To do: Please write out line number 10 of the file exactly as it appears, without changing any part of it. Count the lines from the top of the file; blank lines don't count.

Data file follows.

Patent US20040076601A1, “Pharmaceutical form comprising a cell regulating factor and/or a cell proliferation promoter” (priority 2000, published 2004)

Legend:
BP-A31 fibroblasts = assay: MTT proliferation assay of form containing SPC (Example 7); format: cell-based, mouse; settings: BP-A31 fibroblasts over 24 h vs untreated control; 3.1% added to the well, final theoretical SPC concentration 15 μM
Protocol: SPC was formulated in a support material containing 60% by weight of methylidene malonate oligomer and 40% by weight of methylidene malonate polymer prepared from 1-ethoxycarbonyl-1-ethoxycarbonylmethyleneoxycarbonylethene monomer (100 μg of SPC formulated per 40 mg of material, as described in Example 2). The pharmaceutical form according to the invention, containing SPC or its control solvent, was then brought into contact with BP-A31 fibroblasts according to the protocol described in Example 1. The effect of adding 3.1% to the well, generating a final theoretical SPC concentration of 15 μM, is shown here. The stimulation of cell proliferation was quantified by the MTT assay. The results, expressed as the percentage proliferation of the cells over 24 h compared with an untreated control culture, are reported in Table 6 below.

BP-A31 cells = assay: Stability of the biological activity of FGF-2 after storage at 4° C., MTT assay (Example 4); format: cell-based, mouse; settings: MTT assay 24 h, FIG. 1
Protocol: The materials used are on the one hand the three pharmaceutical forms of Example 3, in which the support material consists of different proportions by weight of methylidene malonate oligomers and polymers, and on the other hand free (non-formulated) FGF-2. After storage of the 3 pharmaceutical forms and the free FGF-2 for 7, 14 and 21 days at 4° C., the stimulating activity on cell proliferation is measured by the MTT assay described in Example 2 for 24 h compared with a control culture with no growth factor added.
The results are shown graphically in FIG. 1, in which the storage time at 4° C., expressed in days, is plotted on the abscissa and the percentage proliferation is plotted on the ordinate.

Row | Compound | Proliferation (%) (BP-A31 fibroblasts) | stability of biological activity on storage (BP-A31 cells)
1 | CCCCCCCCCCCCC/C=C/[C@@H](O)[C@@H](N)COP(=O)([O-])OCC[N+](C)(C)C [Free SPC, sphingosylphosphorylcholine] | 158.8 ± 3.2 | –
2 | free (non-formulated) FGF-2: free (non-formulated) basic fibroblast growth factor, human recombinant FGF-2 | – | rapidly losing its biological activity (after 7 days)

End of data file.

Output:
2 | free (non-formulated) FGF-2: free (non-formulated) basic fibroblast growth factor, human recombinant FGF-2 | – | rapidly losing its biological activity (after 7 days)